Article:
“Why be the sheep when you can be the wolf?
Seventeen-year-old Ismae escapes from the brutality of an arranged marriage into the sanctuary of the convent of St. Mortain, where the sisters still serve the gods of old. Here she learns that the god of Death Himself has blessed her with dangerous gifts—and a violent destiny. If she chooses to stay at the convent, she will be trained as an assassin and serve as a handmaiden to Death. To claim her new life, she must destroy the lives of others.
Ismae’s most important assignment takes her straight into the high court of Brittany—where she finds herself woefully under prepared—not only for the deadly games of intrigue and treason, but for the impossible choices she must make. For how can she deliver Death’s vengeance upon a target who, against her will, has stolen her heart?”
I can think of no other word to begin with than this name: Angie. When she pronounces a book golden, get it. Take time to think about it, if you want, or scrawl the title down for later consideration, but when you finally read it – and you will – you’ll likely curse yourself for taking the long way ’round. Indeed, I had read her review of Grave Mercy, and I had picked the book up at least a half dozen times, but hip-deep in the thick of my not-reading malady, I kept putting it back down. Then, several weeks ago now, I saw the trade paperback sitting faced out on the book store’s shelf, as tempting as the thought of tracking down that gorgeous red gown and slipping it on (and finding a crossbow to firmly hold in hand) was. I bought the book. And I read it. Cue me cursing myself upon finishing it not two days later.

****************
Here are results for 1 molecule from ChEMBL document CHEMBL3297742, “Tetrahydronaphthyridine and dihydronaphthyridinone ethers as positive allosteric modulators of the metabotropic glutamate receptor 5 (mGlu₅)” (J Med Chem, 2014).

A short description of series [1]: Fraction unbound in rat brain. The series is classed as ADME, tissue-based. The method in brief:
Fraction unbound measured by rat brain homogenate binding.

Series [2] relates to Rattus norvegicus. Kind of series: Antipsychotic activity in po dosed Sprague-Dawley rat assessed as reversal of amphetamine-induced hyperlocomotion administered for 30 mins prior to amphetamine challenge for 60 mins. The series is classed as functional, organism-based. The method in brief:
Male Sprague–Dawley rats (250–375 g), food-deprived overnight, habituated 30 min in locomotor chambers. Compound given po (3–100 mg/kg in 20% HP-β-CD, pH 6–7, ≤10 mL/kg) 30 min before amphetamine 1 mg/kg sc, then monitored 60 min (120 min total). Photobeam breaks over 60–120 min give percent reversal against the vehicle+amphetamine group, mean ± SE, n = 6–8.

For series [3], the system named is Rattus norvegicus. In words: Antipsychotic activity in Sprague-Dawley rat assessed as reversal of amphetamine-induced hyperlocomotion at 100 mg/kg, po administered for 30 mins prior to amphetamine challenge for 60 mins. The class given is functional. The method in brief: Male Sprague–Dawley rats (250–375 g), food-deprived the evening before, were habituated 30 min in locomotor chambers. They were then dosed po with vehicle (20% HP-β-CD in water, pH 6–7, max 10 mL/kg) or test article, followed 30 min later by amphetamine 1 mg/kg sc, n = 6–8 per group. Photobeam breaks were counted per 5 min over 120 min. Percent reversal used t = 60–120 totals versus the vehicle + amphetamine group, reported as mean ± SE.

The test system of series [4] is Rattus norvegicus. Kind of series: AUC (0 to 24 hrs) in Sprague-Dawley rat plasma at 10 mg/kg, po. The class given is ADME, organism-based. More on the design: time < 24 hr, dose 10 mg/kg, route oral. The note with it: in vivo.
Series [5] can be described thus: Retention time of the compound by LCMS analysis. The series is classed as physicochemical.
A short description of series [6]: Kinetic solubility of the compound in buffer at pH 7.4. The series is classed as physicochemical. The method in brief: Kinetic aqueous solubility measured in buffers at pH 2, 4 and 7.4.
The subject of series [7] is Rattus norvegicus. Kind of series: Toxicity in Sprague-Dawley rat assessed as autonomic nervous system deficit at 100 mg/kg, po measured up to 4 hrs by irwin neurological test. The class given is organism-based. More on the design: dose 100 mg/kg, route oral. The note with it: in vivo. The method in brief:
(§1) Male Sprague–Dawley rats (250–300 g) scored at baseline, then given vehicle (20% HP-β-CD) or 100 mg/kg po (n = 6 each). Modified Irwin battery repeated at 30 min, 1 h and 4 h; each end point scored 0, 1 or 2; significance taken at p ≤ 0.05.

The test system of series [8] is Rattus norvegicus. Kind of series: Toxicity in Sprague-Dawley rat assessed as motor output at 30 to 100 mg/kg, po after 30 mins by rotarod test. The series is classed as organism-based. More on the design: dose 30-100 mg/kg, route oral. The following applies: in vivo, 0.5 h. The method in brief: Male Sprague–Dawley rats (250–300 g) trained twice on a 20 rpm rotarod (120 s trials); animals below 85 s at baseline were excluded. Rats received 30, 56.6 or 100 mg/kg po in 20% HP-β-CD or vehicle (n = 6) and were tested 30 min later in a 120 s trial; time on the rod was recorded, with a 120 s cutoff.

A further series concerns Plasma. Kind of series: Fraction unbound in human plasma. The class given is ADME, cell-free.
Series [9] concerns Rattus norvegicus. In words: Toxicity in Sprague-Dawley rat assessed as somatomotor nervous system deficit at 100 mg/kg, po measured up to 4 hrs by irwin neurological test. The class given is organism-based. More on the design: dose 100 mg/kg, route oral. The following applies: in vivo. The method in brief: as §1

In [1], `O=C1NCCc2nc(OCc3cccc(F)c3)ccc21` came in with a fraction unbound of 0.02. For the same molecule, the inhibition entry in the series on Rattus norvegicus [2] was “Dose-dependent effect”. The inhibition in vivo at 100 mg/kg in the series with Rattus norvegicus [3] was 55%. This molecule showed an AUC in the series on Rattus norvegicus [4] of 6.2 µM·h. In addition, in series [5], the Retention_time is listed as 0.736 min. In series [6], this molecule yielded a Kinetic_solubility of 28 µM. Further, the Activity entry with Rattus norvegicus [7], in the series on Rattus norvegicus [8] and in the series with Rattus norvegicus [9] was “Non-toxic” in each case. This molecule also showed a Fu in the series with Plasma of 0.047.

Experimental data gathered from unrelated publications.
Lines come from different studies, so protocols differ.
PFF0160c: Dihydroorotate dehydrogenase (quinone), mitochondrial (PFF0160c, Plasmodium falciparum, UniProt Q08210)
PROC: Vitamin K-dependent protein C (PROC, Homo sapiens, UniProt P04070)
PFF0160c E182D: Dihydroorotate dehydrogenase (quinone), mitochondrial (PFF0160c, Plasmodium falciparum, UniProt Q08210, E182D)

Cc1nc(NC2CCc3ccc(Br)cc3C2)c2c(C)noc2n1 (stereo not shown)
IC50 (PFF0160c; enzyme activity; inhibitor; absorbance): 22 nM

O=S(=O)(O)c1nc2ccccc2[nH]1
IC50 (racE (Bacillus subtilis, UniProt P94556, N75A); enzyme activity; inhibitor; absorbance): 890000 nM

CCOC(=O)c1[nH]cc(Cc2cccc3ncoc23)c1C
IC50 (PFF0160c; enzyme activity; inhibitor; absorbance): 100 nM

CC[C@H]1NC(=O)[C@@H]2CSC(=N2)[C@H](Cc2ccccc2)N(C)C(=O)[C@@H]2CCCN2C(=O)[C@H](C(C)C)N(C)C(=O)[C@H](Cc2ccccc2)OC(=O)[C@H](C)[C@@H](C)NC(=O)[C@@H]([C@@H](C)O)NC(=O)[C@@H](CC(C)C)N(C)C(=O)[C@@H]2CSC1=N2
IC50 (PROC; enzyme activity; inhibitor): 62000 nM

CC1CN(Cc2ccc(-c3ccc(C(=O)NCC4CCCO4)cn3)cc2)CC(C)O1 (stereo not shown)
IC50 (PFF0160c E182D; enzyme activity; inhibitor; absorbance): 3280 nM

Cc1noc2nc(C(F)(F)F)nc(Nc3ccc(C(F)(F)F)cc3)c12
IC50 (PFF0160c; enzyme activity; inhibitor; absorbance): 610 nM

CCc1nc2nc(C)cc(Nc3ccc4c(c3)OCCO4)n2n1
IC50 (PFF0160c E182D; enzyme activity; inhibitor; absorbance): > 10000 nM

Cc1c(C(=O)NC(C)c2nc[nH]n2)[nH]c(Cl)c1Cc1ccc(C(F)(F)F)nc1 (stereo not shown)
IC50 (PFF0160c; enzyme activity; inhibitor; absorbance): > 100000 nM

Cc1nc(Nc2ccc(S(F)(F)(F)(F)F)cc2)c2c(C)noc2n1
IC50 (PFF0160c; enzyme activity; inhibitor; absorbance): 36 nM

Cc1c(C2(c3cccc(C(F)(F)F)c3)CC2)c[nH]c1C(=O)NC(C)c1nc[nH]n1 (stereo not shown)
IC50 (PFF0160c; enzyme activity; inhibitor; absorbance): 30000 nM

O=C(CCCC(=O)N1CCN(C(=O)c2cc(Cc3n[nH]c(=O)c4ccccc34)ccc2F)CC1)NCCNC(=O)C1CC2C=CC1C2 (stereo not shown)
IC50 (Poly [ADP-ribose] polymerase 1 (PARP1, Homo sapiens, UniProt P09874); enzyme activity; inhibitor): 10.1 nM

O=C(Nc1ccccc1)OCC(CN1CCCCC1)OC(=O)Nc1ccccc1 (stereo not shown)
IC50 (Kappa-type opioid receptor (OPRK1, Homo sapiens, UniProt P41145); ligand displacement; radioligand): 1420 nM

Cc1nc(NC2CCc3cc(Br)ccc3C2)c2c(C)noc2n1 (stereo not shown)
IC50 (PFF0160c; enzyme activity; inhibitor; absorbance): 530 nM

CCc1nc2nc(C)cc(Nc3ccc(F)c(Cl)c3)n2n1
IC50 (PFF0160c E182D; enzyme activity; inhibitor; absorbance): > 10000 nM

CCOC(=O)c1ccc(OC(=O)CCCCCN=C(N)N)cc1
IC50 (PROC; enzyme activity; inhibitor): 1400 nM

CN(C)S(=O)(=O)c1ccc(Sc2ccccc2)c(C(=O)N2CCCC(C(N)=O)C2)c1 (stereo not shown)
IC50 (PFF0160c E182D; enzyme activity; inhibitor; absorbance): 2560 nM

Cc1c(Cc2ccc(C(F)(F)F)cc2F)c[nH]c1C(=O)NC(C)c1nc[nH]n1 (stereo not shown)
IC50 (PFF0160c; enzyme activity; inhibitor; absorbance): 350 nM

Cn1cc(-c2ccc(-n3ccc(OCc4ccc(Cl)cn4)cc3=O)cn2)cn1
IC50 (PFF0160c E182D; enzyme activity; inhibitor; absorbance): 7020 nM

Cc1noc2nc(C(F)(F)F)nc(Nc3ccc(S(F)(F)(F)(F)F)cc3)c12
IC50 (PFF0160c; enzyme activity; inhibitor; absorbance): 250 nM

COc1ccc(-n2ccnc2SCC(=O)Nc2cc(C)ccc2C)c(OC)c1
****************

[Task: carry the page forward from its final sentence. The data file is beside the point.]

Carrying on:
My initial progress through Grave Mercy was slow if steady. The poison workshop and armory on the grounds of the convent were wonderful, and I needed more of those details to induce in me a desire to stay with pleasure as a guest there for seventy pages. My visit was a begrudging one instead, thrown into sharp relief by the fact that Ismae left a chill in her wake as I turned the pages. It took a good while to warm to her (though I did, and how). In the beginning, then, it was the writing, the vibrancy of the setting and time period, and the burgeoning intrigue that carried me along. I’m glad of those things; if not for them, I might have taken an indefinite break from a book that turned out to be immensely enjoyable.
It’s best to follow the path that Ismae walks, determined to discover for herself who’s up to what and why, without knowing what’s ahead of you, so I’ll leave off discussing details, even vaguely. I’ll just say that a fondness for Ismae blossomed and grew as she struggled with the course set before her; that I was captivated from the very first by the man who slowly snared Ismae’s affection; that I loved several secondary characters, including a man widely known as and called Beast; and that I bought Dark Triumph straightaway after finishing Grave Mercy. Because the book’s ending? It’s a fitting way to conclude this post, and so I’ll add this to what I’ve just said: I read the last four paragraphs four, five times in a row. And I’ve read them several times since. They are that good.